7. Research Study: Space Shuttle Main Engine Plume Flowfield Model

    NASA Technical Reports Server (NTRS)

    Bender, Robert L.

    1988-01-01

    The initial research effort was an in-depth analysis of the shuttle main engine plumes in an effort to improve the flowfield model and to enhance shuttle base heating equipment predictions during ascent. A prediction methodology code was developed incorporating the improved plume model into a predictive tool which could consider different trajectoreis and engine perfromance variables. Various plume flow model improvement studies were ongoing at the time of the 51-L accident. Since that time, base heating and plume methodology improvements have continued as part of the overall emphasis on Shuttle design assurance before resuming flight schedule.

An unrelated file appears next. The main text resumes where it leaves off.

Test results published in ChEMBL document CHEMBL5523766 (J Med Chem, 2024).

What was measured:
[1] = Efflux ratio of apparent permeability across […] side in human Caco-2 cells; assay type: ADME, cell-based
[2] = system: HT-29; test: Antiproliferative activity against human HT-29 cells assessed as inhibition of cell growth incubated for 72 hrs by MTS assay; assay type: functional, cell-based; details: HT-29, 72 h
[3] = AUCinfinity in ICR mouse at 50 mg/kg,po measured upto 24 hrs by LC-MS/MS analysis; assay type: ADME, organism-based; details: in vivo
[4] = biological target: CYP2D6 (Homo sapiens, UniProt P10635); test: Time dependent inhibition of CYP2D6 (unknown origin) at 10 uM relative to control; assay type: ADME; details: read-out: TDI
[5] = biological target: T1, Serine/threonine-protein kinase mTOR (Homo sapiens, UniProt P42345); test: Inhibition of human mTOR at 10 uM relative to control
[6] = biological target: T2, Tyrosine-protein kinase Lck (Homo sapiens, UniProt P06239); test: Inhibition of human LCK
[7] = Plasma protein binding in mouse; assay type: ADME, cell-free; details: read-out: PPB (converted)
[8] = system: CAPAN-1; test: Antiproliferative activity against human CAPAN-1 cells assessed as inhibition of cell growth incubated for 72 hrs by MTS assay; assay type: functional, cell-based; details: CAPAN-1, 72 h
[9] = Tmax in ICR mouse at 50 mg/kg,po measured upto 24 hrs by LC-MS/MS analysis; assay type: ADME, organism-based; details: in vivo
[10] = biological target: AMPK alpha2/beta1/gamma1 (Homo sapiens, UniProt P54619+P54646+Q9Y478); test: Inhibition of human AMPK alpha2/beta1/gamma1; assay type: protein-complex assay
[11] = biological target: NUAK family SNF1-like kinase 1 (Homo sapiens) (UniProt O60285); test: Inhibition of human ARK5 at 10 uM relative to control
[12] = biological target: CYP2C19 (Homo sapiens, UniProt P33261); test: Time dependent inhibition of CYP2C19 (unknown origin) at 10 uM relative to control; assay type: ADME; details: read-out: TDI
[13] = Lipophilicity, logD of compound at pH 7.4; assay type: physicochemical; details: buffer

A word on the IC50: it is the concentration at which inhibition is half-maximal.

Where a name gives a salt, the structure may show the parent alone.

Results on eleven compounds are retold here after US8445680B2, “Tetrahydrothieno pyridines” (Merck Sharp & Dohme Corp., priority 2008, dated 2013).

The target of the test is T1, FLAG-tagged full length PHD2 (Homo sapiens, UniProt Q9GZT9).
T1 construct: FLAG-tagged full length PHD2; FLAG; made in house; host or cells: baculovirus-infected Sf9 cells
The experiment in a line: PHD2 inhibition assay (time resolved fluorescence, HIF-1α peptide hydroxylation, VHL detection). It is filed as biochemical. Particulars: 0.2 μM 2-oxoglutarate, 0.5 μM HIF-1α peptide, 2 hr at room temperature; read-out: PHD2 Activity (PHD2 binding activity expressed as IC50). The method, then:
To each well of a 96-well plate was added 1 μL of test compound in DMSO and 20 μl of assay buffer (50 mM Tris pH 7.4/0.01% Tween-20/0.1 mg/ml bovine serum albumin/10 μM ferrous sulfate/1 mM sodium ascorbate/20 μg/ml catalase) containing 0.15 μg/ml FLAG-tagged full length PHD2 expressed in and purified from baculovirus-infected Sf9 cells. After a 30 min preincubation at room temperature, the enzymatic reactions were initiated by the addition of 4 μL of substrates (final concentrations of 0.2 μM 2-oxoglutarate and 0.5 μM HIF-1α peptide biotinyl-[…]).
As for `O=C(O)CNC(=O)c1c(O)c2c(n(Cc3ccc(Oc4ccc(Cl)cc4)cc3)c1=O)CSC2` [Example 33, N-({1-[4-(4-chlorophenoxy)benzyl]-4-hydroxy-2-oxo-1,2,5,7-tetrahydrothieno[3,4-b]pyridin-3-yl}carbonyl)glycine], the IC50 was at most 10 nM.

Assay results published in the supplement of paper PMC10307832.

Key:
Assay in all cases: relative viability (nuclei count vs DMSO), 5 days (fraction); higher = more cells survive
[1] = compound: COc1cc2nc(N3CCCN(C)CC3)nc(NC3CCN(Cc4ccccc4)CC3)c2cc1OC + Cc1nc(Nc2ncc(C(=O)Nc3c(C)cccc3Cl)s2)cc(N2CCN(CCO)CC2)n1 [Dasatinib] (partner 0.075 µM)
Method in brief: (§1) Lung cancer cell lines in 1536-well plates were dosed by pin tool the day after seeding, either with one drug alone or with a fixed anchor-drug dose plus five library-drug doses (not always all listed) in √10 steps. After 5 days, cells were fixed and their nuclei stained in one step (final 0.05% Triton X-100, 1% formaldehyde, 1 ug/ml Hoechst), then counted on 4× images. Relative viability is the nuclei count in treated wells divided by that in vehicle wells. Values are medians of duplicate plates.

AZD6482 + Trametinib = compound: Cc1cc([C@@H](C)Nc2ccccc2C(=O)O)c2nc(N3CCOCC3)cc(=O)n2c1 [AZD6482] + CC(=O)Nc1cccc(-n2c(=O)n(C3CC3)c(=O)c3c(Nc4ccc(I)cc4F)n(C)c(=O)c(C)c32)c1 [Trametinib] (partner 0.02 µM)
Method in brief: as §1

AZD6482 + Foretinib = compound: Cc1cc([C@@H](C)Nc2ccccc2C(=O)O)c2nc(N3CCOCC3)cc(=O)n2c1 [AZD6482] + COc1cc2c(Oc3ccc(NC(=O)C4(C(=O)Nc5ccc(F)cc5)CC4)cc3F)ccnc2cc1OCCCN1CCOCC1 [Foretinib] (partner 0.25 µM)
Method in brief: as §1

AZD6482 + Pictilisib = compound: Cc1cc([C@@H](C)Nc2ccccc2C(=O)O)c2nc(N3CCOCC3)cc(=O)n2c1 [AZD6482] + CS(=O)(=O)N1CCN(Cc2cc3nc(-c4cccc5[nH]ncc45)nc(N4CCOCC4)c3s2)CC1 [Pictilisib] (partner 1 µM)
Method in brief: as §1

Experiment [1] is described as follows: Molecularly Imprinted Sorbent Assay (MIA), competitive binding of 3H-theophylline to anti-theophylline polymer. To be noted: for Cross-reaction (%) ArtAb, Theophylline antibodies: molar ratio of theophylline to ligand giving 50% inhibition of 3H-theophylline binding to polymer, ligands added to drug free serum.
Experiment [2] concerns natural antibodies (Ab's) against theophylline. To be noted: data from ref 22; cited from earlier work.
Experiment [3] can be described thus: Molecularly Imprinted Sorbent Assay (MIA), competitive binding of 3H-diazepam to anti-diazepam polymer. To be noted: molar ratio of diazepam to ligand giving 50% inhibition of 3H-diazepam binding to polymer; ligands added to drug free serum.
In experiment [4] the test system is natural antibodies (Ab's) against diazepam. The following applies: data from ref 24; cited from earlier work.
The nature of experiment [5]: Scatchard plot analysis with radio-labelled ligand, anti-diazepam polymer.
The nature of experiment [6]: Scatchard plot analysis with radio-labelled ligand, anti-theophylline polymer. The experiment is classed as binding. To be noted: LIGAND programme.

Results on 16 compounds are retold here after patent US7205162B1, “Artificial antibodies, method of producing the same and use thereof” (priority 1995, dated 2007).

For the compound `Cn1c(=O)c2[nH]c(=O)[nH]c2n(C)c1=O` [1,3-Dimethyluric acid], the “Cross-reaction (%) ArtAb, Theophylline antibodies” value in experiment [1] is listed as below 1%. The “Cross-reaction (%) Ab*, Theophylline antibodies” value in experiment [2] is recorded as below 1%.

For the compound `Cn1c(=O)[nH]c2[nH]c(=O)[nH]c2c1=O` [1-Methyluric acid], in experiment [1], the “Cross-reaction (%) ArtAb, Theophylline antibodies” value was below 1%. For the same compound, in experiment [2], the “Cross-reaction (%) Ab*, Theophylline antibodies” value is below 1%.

8. Ecosystem Indicators and Tools in the Gulf of Maine

    EPA Science Inventory

    The Gulf of Maine Council on the Marine Environment is a U.S.-Canadian partnership of government and non-government organizations focused on the health, environmental quality and productivity of the Gulf of Maine. In 2006, the Ecosystem Indicator Partnership (ESIP) commenced acti...

  9. A Tool for Medical Research

    NASA Technical Reports Server (NTRS)

    1992-01-01